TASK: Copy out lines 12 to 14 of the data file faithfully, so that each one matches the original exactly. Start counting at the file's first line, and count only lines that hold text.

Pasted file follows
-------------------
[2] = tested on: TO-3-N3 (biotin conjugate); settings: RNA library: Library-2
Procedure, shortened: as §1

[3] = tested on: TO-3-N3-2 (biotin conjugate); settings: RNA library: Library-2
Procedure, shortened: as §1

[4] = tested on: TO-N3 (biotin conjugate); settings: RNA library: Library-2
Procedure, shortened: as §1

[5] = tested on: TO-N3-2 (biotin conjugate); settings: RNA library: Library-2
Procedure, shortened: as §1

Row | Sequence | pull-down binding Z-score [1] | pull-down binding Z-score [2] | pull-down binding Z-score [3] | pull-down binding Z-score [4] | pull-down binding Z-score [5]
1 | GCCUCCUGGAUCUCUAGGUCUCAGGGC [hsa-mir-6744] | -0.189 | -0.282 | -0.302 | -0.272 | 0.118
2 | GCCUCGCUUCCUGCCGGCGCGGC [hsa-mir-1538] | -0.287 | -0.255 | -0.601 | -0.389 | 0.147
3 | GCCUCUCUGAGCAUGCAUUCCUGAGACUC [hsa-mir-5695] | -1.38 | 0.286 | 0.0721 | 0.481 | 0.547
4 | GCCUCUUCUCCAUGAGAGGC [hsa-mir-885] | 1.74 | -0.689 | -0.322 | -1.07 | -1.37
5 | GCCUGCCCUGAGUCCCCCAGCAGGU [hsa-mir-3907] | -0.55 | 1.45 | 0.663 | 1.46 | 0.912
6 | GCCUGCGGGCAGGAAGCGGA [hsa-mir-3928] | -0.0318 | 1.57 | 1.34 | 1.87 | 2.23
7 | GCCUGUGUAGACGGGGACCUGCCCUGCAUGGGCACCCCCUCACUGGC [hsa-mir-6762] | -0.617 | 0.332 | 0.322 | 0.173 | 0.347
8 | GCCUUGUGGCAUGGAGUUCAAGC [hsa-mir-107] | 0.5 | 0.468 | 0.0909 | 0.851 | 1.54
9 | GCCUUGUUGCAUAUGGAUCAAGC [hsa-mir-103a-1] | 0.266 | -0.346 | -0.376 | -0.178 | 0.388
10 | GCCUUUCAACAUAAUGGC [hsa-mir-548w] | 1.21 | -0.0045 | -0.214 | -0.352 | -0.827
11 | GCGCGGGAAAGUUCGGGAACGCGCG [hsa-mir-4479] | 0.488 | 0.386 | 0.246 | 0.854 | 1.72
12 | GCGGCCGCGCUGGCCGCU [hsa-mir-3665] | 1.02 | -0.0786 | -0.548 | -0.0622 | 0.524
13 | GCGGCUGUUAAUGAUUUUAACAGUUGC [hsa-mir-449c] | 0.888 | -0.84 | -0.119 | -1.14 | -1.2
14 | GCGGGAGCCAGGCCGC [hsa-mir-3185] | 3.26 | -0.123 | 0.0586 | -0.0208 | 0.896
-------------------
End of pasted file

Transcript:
3 | GCCUCUCUGAGCAUGCAUUCCUGAGACUC [hsa-mir-5695] | -1.38 | 0.286 | 0.0721 | 0.481 | 0.547
4 | GCCUCUUCUCCAUGAGAGGC [hsa-mir-885] | 1.74 | -0.689 | -0.322 | -1.07 | -1.37
5 | GCCUGCCCUGAGUCCCCCAGCAGGU [hsa-mir-3907] | -0.55 | 1.45 | 0.663 | 1.46 | 0.912